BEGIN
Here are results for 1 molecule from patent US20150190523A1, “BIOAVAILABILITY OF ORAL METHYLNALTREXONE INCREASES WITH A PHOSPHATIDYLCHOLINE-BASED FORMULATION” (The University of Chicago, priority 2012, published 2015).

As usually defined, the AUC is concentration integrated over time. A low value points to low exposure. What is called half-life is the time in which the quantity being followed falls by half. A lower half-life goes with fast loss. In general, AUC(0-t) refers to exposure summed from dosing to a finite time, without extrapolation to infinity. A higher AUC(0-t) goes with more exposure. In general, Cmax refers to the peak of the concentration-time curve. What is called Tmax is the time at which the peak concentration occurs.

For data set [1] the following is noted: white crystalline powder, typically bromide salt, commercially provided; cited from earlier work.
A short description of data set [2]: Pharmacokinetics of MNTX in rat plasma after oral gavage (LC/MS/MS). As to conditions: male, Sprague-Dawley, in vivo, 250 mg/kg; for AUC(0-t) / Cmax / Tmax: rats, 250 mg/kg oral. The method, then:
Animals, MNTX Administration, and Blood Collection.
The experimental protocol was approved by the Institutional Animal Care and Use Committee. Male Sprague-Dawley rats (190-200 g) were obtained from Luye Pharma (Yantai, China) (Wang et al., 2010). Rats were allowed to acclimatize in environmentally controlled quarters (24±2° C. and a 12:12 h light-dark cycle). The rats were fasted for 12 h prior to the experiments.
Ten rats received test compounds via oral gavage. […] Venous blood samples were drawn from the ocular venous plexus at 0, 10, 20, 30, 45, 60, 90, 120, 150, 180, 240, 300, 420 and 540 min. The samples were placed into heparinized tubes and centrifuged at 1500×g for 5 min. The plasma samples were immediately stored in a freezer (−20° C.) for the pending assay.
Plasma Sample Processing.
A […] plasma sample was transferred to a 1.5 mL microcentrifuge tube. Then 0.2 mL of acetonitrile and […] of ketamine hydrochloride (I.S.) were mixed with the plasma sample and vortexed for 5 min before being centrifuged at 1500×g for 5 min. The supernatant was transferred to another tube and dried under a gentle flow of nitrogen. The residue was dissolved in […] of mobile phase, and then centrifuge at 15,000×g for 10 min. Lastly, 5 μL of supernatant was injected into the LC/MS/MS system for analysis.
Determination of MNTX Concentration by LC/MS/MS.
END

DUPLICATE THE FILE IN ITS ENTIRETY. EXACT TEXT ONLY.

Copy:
Here are results for 1 molecule from patent US20150190523A1, “BIOAVAILABILITY OF ORAL METHYLNALTREXONE INCREASES WITH A PHOSPHATIDYLCHOLINE-BASED FORMULATION” (The University of Chicago, priority 2012, published 2015).

As usually defined, the AUC is concentration integrated over time. A low value points to low exposure. What is called half-life is the time in which the quantity being followed falls by half. A lower half-life goes with fast loss. In general, AUC(0-t) refers to exposure summed from dosing to a finite time, without extrapolation to infinity. A higher AUC(0-t) goes with more exposure. In general, Cmax refers to the peak of the concentration-time curve. What is called Tmax is the time at which the peak concentration occurs.

For data set [1] the following is noted: white crystalline powder, typically bromide salt, commercially provided; cited from earlier work.
A short description of data set [2]: Pharmacokinetics of MNTX in rat plasma after oral gavage (LC/MS/MS). As to conditions: male, Sprague-Dawley, in vivo, 250 mg/kg; for AUC(0-t) / Cmax / Tmax: rats, 250 mg/kg oral. The method, then:
Animals, MNTX Administration, and Blood Collection.
The experimental protocol was approved by the Institutional Animal Care and Use Committee. Male Sprague-Dawley rats (190-200 g) were obtained from Luye Pharma (Yantai, China) (Wang et al., 2010). Rats were allowed to acclimatize in environmentally controlled quarters (24±2° C. and a 12:12 h light-dark cycle). The rats were fasted for 12 h prior to the experiments.
Ten rats received test compounds via oral gavage. […] Venous blood samples were drawn from the ocular venous plexus at 0, 10, 20, 30, 45, 60, 90, 120, 150, 180, 240, 300, 420 and 540 min. The samples were placed into heparinized tubes and centrifuged at 1500×g for 5 min. The plasma samples were immediately stored in a freezer (−20° C.) for the pending assay.
Plasma Sample Processing.
A […] plasma sample was transferred to a 1.5 mL microcentrifuge tube. Then 0.2 mL of acetonitrile and […] of ketamine hydrochloride (I.S.) were mixed with the plasma sample and vortexed for 5 min before being centrifuged at 1500×g for 5 min. The supernatant was transferred to another tube and dried under a gentle flow of nitrogen. The residue was dissolved in […] of mobile phase, and then centrifuge at 15,000×g for 10 min. Lastly, 5 μL of supernatant was injected into the LC/MS/MS system for analysis.
Determination of MNTX Concentration by LC/MS/MS.